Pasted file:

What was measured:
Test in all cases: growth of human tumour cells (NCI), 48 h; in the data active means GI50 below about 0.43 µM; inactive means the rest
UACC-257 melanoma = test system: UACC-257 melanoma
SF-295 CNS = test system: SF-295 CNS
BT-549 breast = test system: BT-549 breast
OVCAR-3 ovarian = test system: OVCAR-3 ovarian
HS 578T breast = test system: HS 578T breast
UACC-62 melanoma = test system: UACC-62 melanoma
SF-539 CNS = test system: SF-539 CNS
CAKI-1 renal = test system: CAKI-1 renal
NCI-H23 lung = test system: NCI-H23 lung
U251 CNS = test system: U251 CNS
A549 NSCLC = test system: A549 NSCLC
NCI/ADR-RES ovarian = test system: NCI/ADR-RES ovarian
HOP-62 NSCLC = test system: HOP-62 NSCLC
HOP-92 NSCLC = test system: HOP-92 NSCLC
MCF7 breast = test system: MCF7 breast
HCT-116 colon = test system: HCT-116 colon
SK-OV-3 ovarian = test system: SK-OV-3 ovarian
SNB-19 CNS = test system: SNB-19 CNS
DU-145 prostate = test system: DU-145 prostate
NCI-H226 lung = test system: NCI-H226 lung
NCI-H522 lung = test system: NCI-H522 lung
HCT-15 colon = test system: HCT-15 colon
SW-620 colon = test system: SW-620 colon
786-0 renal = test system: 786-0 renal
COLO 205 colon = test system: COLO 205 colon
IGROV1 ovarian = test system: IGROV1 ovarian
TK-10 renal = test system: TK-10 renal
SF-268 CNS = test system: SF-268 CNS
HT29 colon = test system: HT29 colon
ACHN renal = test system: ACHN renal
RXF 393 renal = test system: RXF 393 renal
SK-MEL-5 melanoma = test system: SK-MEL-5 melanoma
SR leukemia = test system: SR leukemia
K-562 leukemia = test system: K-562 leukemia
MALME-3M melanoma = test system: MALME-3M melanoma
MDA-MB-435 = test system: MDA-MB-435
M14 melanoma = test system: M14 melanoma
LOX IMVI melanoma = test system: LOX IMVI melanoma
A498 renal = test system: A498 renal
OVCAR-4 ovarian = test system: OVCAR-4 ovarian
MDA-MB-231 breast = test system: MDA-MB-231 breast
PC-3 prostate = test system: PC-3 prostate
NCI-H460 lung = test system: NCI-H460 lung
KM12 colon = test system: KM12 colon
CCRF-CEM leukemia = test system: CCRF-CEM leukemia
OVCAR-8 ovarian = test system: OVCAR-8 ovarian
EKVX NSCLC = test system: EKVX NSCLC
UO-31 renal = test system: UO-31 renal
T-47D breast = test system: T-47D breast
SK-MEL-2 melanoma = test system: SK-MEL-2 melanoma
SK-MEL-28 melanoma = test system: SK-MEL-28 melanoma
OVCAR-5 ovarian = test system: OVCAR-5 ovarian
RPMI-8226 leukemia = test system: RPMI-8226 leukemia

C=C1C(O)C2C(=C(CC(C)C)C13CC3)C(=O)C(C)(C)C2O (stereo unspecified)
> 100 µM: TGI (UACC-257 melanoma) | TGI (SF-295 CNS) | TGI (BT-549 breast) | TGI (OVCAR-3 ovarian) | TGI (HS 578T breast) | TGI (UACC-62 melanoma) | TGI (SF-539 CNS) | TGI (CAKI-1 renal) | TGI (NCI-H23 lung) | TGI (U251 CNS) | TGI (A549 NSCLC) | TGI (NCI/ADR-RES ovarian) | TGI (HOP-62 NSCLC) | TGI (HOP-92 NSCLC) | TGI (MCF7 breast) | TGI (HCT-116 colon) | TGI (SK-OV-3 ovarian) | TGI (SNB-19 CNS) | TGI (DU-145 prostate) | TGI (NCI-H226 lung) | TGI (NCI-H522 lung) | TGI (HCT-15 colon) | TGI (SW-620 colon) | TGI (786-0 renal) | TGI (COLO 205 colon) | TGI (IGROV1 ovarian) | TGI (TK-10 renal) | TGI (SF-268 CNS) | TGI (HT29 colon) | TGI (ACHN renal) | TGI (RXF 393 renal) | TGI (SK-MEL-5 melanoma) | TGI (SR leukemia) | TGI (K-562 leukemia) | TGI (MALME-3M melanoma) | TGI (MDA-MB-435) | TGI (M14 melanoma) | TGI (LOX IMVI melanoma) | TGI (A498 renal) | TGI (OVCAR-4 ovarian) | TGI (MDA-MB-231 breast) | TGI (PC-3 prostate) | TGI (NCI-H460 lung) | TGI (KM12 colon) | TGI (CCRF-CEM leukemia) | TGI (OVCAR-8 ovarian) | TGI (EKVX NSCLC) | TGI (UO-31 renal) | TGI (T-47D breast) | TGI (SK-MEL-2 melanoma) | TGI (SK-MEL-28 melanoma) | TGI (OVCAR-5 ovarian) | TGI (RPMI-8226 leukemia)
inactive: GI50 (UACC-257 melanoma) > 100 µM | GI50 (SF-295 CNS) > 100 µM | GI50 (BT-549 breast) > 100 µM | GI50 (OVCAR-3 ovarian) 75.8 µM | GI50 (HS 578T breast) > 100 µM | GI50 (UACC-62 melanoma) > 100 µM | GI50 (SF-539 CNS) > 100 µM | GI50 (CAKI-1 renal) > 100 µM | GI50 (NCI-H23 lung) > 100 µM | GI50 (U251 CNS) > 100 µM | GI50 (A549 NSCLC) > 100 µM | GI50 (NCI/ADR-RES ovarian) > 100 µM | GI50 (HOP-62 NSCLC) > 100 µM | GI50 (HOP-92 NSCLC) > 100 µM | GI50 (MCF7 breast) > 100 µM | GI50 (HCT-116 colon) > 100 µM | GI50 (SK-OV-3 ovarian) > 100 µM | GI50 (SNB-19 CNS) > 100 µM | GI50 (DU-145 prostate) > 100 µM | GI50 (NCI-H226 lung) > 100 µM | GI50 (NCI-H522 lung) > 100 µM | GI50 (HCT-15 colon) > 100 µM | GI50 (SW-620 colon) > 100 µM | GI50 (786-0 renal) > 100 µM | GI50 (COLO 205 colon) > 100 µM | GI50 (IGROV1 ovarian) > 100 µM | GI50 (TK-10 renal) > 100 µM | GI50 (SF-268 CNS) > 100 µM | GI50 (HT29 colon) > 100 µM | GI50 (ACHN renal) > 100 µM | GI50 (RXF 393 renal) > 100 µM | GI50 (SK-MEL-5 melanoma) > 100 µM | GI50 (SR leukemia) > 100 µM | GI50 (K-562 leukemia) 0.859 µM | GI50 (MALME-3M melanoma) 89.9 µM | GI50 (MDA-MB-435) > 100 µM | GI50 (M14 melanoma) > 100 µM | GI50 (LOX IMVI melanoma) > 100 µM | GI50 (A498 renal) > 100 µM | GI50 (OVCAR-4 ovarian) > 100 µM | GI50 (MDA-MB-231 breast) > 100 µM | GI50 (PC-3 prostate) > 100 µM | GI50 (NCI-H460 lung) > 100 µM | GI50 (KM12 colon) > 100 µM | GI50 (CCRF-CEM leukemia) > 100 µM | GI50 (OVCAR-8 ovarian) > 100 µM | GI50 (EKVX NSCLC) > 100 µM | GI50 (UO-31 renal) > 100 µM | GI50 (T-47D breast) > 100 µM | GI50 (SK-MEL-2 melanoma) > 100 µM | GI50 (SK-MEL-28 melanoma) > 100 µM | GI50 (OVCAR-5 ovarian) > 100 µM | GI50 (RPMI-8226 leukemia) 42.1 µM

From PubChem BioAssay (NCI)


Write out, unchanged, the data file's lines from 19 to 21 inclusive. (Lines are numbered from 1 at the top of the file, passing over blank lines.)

SK-OV-3 ovarian = test system: SK-OV-3 ovarian
SNB-19 CNS = test system: SNB-19 CNS
DU-145 prostate = test system: DU-145 prostate